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Publication numberUS8110798 B2
Publication typeGrant
Application numberUS 12/359,563
Publication dateFeb 7, 2012
Filing dateJan 26, 2009
Priority dateJan 31, 2008
Also published asCA2711600A1, EP2240953A1, US20110174965, WO2009094757A1
Publication number12359563, 359563, US 8110798 B2, US 8110798B2, US-B2-8110798, US8110798 B2, US8110798B2
InventorsBruce Collings
Original AssigneeDh Technologies Development Pte. Ltd.
Export CitationBiBTeX, EndNote, RefMan
External Links: USPTO, USPTO Assignment, Espacenet
Method for cooling ions in a linear ion trap
US 8110798 B2
Abstract
Methods for cooling ions retained in an ion trap are described. In various embodiments, a cooling gas is delivered into a linear ion trap causing a non-steady state pressure elevation in at least a portion of the trap above about 810−5 Torr for a duration less than the ion-retention time. In various embodiments, the duration of pressure elevation can be based upon a period of time required for an ion to lose a desired amount of its kinetic energy.
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Claims(16)
1. A method for reducing the kinetic energy of ions in an ion-confinement apparatus, the method comprising the steps of:
retaining the ions in the ion-confinement apparatus for a retention time;
delivering a cooling gas into the ion-confinement apparatus during the retention time to raise the pressure in at least a portion of the ion confinement apparatus above a pre-desired cooling-gas pressure of about 810−5 Torr for a predetermined duration that is less than the ion retention time;
creating for at least a portion of the retention time a non-steady state pressure in the ion-confinement apparatus; and
ejecting the ions from the ion-confinement apparatus at the end of the retention time.
2. A method according to claim 1, wherein the ion-confinement apparatus comprises a quadrupole linear ion trap.
3. A method according to claim 2, wherein the pressure in the at least a portion of the ion confinement apparatus is raised above about 1.510−4 Torr for the predetermined duration.
4. A method according to claim 2, wherein the pressure in the at least a portion of the ion confinement apparatus is in the range between about 810−5 Torr and about 2.510−4 Torr during the predetermined duration.
5. A method according to claim 2, wherein the predetermined duration is less than about 50 ms.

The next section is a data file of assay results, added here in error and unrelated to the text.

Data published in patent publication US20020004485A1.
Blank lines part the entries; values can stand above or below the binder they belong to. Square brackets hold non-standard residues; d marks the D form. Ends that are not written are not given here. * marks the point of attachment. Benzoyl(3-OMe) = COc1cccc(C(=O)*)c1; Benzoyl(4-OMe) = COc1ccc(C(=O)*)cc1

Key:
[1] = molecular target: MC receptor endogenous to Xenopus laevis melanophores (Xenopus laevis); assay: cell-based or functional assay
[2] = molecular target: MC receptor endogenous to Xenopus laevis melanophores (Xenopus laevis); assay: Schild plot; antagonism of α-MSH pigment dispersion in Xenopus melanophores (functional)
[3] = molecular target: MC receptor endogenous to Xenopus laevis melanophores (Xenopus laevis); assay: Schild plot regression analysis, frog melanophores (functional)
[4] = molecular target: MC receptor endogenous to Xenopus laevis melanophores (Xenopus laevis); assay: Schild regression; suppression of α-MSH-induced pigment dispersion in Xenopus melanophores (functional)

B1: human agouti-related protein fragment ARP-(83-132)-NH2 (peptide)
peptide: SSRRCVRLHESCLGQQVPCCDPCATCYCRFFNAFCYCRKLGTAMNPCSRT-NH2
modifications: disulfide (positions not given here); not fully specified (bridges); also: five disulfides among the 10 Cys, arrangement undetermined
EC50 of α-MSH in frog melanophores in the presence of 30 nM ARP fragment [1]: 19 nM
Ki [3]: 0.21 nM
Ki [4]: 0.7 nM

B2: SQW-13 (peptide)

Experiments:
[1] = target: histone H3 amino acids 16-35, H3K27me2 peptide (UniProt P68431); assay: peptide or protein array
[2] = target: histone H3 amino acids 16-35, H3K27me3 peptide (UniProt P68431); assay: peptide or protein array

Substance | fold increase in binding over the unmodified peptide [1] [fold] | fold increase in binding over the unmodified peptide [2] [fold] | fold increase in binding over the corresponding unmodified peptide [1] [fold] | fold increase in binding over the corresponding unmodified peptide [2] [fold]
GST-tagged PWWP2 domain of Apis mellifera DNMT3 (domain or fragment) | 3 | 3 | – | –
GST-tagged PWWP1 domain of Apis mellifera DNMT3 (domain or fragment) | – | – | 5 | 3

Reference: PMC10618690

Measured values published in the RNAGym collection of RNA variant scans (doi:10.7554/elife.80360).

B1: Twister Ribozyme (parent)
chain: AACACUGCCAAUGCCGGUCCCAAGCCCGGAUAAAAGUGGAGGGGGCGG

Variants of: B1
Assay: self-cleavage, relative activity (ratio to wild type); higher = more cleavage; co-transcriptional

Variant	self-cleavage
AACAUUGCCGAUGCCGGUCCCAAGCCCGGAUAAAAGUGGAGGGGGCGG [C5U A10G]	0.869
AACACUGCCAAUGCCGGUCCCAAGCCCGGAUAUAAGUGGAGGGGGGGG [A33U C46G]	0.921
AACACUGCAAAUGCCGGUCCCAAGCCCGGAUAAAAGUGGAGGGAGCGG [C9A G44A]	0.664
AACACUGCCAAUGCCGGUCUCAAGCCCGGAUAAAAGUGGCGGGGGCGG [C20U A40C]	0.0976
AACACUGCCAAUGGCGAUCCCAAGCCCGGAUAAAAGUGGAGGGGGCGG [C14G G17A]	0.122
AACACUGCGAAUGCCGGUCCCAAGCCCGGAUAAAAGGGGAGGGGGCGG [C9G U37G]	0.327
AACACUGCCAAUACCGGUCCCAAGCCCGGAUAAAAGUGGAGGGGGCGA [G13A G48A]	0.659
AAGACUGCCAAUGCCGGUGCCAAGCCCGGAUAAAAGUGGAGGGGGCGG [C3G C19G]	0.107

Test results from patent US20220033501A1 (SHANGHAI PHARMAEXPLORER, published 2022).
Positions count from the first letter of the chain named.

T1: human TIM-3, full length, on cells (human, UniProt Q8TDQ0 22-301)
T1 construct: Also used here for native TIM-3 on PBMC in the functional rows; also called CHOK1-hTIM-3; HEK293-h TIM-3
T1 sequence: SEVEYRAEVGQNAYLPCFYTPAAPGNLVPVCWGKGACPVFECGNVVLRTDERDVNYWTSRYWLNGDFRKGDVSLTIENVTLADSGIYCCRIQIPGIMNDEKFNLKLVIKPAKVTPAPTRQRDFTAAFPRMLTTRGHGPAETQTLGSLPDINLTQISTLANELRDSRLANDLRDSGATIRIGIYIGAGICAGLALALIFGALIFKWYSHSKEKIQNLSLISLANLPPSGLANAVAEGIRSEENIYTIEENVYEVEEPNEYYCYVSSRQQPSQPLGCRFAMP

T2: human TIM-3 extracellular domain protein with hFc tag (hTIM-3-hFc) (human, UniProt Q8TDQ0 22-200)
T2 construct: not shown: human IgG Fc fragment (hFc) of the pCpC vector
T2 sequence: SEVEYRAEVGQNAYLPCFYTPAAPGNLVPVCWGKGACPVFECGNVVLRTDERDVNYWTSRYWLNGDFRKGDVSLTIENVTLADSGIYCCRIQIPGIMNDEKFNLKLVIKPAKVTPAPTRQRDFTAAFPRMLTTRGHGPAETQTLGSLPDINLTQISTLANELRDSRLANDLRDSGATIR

6. A method according to claim 2, wherein the predetermined duration is less than about 30 ms.
7. A method according to claim 2, wherein the predetermined duration is less than about 10 ms.
8. A method according to claim 2, wherein the predetermined duration is less than about 50 ms for ions having a mass in the range between about 5,000 Da and about 30,000 Da.
9. A method according to claim 2, wherein the predetermined duration is less than about 25 ms for ions having a mass in the range between about 500 Da and about 5,000 Da.
10. A method according to claim 2, wherein the predetermined duration is selected to be in the range between about 85% to about 115% of a first time period, comprising the time interval during which the mean kinetic energy for ions in the ion-confinement apparatus reduces to less than about 1% of the ions' peak mean-kinetic-energy value attained during the retention time within the ion-confinement apparatus.
11. A method according to claim 2, wherein the predetermined duration is selected to be in the range between about 85% to about 115% of a second time period, comprising the time interval during which the mean kinetic energy for the ions in the ion-confinement apparatus reduces to less than a value that is about 15% greater than the ambient value for the ions in the ion-confinement apparatus.
12. A method according to claim 2, wherein the cooling gas comprises one or more of the following: hydrogen, helium, nitrogen, argon, oxygen, xenon, krypton, and methane.
13. A method according to claim 2, wherein the pressure in the ion confinement apparatus is in the range between about 210−5 Torr and 5.510−5 Torr during the ejection of the ions from the linear ion trap.
14. A method according to claim 2, wherein the cooling gas is delivered from a high-speed pulsed valve.
15. A method according to claim 2, wherein the cooling gas is delivered from plural high-speed pulsed valves.
16. A method according to claim 2 including mass analyzing the ions ejected from the ion-confinement apparatus to generate a mass spectrum.
Description

This is a non-provisional application of U.S. application No. 61/025,139 filed Jan. 31, 2008. The contents of U.S. application No. 61/025,139 are incorporated herein by reference.

INTRODUCTION

Ion-confining instruments, commonly known as ion traps, are useful for the study and analysis of ionized atoms, molecules or molecular fragments. In the field of mass spectroscopy, an ion trap is often combined with one or more mass spectrometers, and the trap can be used to retain and cool the ions prior to their ejection into the mass spectrometer for analysis. The mass spectrometer separates ions according to mass, and generates signals representative as mass spectral peaks, each having a magnitude proportional to the number of ions detected at a particular mass. In this manner, one can determine the relative and absolute abundances of known atoms, molecules and molecular fragments present in an ionized gas derived from a sample of unknown chemical makeup. Such information is useful in the fields of chemistry, pharmacology, biological systems, medicine, security, and forensics.